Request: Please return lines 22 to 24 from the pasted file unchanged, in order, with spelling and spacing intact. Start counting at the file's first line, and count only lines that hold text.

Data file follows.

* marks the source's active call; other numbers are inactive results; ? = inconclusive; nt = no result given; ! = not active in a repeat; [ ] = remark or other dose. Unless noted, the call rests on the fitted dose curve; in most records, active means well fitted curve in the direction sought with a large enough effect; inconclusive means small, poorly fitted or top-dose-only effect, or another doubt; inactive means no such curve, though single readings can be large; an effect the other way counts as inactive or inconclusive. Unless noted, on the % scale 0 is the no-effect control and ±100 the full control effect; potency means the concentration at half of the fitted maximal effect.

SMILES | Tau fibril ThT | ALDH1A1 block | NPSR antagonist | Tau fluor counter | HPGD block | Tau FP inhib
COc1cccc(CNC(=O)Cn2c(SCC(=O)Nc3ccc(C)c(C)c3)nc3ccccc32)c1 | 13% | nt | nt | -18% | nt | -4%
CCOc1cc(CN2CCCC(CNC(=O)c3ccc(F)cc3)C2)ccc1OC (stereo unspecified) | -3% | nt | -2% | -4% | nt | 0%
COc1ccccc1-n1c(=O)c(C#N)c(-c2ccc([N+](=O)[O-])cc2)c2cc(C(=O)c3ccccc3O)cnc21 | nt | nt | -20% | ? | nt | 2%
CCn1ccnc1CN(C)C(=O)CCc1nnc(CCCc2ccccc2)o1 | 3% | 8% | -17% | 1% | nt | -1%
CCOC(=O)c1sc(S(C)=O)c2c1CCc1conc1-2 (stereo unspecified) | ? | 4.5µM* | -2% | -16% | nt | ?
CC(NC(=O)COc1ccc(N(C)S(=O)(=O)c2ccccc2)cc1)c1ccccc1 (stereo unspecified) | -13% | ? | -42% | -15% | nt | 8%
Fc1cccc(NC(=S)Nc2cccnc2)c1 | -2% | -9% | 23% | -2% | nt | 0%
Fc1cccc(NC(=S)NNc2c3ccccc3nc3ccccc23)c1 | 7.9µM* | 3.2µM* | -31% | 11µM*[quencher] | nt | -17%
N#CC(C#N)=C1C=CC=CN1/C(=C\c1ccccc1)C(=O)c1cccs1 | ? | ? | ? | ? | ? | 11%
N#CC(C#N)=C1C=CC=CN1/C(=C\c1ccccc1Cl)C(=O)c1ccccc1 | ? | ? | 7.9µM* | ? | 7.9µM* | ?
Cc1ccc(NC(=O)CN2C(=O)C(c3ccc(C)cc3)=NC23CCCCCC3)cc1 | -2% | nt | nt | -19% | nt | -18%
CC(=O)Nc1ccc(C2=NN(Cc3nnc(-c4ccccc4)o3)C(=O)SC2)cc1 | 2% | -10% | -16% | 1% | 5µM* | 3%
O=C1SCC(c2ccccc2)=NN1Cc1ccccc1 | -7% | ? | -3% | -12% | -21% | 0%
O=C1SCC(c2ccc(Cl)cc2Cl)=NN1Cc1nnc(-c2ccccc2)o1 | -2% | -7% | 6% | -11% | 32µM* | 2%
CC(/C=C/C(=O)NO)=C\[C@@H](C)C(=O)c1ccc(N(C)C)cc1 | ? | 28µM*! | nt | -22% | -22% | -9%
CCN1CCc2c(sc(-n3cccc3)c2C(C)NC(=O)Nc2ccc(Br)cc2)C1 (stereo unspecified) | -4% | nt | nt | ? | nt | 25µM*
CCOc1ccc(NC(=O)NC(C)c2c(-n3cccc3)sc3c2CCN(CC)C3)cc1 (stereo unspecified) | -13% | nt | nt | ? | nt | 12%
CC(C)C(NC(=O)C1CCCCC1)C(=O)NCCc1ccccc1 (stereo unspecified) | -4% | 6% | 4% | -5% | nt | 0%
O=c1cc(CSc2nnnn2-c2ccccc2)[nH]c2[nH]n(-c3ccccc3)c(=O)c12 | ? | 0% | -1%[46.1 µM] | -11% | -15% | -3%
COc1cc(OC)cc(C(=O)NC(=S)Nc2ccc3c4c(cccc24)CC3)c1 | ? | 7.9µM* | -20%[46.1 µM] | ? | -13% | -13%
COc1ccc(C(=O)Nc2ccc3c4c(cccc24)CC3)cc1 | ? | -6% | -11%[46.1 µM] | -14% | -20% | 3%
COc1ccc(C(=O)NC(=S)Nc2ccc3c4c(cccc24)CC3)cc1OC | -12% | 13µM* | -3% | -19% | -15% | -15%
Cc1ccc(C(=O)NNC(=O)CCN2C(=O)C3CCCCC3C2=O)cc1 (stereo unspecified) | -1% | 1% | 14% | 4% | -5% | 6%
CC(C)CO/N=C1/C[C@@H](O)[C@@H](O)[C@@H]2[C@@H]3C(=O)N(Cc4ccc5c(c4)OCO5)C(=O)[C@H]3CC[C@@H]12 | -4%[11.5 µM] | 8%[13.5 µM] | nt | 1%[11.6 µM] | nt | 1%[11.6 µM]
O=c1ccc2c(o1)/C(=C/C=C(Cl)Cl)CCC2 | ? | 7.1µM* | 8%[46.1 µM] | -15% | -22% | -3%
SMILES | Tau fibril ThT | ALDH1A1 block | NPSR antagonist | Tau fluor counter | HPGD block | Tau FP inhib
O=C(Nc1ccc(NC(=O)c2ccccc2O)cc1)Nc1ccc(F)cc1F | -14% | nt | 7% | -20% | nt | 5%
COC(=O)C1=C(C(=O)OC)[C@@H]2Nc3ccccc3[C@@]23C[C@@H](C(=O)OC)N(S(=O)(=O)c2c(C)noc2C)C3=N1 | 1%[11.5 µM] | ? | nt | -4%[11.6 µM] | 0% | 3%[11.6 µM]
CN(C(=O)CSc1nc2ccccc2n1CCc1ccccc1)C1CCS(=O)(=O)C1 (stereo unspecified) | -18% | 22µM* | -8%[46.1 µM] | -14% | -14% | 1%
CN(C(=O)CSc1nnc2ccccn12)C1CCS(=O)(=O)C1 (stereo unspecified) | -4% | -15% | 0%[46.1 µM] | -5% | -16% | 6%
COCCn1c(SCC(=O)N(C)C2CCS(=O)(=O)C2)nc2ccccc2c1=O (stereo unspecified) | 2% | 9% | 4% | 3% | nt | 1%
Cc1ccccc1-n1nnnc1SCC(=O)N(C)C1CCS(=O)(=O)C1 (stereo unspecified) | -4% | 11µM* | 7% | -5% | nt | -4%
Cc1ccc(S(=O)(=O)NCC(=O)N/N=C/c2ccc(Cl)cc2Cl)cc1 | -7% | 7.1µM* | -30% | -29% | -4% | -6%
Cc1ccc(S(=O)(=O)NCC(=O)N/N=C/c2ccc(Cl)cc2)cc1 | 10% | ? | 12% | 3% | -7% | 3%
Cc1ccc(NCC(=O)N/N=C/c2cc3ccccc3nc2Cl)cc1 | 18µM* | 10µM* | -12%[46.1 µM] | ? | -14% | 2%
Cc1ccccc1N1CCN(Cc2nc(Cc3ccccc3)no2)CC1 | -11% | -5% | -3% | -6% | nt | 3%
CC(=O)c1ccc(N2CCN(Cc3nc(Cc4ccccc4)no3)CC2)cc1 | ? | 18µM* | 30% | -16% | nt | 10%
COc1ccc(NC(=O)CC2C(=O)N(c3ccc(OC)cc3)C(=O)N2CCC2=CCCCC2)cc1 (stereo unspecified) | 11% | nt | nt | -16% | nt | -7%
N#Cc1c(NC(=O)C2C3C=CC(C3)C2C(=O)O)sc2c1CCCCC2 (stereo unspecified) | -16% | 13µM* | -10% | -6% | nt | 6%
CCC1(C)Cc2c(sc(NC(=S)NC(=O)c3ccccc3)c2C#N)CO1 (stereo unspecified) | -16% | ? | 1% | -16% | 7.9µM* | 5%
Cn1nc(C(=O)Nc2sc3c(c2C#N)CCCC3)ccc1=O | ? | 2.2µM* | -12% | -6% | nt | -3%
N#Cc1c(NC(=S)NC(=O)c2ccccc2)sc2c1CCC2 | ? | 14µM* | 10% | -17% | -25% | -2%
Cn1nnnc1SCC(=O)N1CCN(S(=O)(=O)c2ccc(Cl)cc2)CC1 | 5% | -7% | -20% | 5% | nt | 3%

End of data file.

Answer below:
COc1cc(OC)cc(C(=O)NC(=S)Nc2ccc3c4c(cccc24)CC3)c1 | ? | 7.9µM* | -20%[46.1 µM] | ? | -13% | -13%
COc1ccc(C(=O)Nc2ccc3c4c(cccc24)CC3)cc1 | ? | -6% | -11%[46.1 µM] | -14% | -20% | 3%
COc1ccc(C(=O)NC(=S)Nc2ccc3c4c(cccc24)CC3)cc1OC | -12% | 13µM* | -3% | -19% | -15% | -15%